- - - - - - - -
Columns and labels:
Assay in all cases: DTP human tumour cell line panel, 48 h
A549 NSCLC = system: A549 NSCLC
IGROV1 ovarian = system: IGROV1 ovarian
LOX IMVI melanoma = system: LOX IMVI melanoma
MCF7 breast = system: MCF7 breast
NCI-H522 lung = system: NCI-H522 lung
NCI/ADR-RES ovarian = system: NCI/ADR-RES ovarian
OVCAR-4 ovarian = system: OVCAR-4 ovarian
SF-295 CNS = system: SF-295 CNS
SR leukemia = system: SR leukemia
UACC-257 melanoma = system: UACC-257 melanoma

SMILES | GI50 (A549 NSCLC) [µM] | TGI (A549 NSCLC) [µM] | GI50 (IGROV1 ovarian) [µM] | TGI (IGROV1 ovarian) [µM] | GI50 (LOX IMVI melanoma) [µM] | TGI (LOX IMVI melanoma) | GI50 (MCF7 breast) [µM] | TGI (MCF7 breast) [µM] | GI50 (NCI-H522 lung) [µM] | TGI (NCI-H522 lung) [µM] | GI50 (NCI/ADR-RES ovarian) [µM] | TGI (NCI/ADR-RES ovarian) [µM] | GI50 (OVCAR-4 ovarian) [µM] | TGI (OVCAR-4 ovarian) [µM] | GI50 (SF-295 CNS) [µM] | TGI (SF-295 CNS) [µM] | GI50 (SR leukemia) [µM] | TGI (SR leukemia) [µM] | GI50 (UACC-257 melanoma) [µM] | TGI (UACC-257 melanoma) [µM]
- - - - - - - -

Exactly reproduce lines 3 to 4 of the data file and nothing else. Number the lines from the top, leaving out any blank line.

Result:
A549 NSCLC = system: A549 NSCLC
IGROV1 ovarian = system: IGROV1 ovarian